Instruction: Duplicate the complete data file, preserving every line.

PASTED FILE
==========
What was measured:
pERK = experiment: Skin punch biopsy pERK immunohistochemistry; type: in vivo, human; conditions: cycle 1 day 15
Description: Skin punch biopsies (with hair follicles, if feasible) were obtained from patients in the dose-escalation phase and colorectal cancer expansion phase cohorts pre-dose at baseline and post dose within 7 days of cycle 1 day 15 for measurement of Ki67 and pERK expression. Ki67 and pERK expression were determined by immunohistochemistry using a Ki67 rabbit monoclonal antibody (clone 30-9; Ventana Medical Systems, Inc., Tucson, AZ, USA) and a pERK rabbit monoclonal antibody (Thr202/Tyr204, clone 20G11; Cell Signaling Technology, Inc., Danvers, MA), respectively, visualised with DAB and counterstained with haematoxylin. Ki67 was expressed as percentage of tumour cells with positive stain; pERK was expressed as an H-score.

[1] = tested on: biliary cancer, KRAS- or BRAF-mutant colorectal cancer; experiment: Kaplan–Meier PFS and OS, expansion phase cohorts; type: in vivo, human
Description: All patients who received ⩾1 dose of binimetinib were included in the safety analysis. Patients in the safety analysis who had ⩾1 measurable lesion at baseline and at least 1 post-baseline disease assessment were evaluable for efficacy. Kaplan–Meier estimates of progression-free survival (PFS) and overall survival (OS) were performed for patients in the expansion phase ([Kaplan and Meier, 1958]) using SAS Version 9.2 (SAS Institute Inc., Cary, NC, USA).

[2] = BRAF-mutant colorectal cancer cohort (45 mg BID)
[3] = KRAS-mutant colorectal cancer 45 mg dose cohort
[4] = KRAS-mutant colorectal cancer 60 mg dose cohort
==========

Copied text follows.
What was measured:
pERK = experiment: Skin punch biopsy pERK immunohistochemistry; type: in vivo, human; conditions: cycle 1 day 15
Description: Skin punch biopsies (with hair follicles, if feasible) were obtained from patients in the dose-escalation phase and colorectal cancer expansion phase cohorts pre-dose at baseline and post dose within 7 days of cycle 1 day 15 for measurement of Ki67 and pERK expression. Ki67 and pERK expression were determined by immunohistochemistry using a Ki67 rabbit monoclonal antibody (clone 30-9; Ventana Medical Systems, Inc., Tucson, AZ, USA) and a pERK rabbit monoclonal antibody (Thr202/Tyr204, clone 20G11; Cell Signaling Technology, Inc., Danvers, MA), respectively, visualised with DAB and counterstained with haematoxylin. Ki67 was expressed as percentage of tumour cells with positive stain; pERK was expressed as an H-score.

[1] = tested on: biliary cancer, KRAS- or BRAF-mutant colorectal cancer; experiment: Kaplan–Meier PFS and OS, expansion phase cohorts; type: in vivo, human
Description: All patients who received ⩾1 dose of binimetinib were included in the safety analysis. Patients in the safety analysis who had ⩾1 measurable lesion at baseline and at least 1 post-baseline disease assessment were evaluable for efficacy. Kaplan–Meier estimates of progression-free survival (PFS) and overall survival (OS) were performed for patients in the expansion phase ([Kaplan and Meier, 1958]) using SAS Version 9.2 (SAS Institute Inc., Cary, NC, USA).

[2] = BRAF-mutant colorectal cancer cohort (45 mg BID)
[3] = KRAS-mutant colorectal cancer 45 mg dose cohort
[4] = KRAS-mutant colorectal cancer 60 mg dose cohort